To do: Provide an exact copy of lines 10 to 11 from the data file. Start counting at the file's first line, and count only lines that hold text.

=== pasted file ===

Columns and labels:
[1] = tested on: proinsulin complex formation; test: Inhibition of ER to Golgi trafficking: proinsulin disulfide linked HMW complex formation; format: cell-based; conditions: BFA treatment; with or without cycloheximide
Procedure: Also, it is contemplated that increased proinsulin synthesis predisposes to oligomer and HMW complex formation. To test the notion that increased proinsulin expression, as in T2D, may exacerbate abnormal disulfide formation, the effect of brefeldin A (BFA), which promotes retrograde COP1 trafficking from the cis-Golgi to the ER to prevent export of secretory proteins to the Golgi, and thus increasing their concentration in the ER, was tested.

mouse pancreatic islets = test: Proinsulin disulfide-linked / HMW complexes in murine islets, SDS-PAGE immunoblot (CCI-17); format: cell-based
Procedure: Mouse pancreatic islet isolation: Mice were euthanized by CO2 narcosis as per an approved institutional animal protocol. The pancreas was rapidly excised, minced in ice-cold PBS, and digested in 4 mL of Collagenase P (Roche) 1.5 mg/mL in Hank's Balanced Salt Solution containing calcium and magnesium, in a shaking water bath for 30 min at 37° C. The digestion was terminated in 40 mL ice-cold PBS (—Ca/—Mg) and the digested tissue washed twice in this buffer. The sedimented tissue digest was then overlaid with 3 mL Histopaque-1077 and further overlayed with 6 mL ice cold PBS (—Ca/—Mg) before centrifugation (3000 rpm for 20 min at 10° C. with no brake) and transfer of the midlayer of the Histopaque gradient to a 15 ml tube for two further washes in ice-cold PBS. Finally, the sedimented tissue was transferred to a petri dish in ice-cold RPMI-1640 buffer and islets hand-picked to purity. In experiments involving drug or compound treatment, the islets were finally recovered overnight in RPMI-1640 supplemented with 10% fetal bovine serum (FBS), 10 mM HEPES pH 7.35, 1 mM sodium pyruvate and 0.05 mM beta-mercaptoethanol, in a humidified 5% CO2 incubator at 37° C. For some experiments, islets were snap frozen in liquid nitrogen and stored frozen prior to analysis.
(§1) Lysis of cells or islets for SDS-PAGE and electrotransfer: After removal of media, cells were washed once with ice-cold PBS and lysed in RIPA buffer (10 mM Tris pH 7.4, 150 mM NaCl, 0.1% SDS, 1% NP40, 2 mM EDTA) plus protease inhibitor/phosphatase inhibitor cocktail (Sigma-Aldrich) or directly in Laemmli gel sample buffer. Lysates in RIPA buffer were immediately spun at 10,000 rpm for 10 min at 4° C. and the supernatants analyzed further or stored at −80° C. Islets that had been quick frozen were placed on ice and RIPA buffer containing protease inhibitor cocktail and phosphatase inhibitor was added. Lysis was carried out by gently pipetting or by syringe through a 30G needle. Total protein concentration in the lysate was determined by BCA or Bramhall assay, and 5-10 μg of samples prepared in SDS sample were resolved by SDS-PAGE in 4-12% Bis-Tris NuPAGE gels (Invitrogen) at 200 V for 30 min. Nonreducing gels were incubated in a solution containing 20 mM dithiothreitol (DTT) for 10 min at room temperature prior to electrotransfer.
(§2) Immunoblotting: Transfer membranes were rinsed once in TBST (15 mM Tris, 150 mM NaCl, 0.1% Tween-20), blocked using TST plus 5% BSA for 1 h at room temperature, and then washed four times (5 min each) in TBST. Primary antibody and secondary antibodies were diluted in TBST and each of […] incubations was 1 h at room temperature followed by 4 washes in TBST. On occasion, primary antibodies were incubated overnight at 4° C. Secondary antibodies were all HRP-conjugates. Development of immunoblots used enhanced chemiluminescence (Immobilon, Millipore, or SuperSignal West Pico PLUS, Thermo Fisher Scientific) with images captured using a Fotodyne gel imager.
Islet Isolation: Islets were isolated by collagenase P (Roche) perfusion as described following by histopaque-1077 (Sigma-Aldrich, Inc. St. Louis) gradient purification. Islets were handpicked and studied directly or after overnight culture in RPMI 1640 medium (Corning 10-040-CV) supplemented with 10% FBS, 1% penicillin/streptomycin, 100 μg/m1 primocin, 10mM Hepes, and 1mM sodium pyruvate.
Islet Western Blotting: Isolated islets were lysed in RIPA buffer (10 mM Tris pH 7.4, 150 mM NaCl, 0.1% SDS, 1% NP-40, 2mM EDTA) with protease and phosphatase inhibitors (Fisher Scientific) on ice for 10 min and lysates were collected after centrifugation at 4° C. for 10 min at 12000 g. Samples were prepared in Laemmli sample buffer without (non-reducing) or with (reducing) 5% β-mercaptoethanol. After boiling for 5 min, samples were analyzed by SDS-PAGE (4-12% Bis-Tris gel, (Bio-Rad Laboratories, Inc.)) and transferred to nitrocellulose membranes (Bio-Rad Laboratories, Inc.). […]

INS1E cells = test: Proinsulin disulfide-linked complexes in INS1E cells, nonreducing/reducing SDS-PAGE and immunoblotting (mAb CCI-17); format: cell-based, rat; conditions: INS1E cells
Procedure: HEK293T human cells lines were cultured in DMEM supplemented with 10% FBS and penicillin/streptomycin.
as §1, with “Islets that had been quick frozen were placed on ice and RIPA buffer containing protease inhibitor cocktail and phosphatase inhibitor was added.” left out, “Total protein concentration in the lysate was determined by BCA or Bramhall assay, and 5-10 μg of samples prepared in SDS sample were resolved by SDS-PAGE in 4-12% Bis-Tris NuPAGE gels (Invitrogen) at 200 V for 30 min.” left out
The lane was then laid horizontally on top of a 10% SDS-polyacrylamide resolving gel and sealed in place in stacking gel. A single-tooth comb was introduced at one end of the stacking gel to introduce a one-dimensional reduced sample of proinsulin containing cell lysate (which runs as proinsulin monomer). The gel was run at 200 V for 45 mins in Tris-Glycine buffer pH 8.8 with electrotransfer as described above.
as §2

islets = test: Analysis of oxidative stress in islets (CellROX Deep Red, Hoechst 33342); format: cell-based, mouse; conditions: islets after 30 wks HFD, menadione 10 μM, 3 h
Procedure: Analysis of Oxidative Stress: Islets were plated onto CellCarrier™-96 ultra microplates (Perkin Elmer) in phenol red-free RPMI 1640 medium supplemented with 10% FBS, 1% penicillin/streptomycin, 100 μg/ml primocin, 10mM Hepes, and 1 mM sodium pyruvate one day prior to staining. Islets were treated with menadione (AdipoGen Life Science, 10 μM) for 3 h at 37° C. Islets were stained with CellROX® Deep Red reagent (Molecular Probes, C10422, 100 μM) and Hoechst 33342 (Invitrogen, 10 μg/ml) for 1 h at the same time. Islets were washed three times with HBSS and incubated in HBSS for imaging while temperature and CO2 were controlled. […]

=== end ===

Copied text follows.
INS1E cells = test: Proinsulin disulfide-linked complexes in INS1E cells, nonreducing/reducing SDS-PAGE and immunoblotting (mAb CCI-17); format: cell-based, rat; conditions: INS1E cells
Procedure: HEK293T human cells lines were cultured in DMEM supplemented with 10% FBS and penicillin/streptomycin.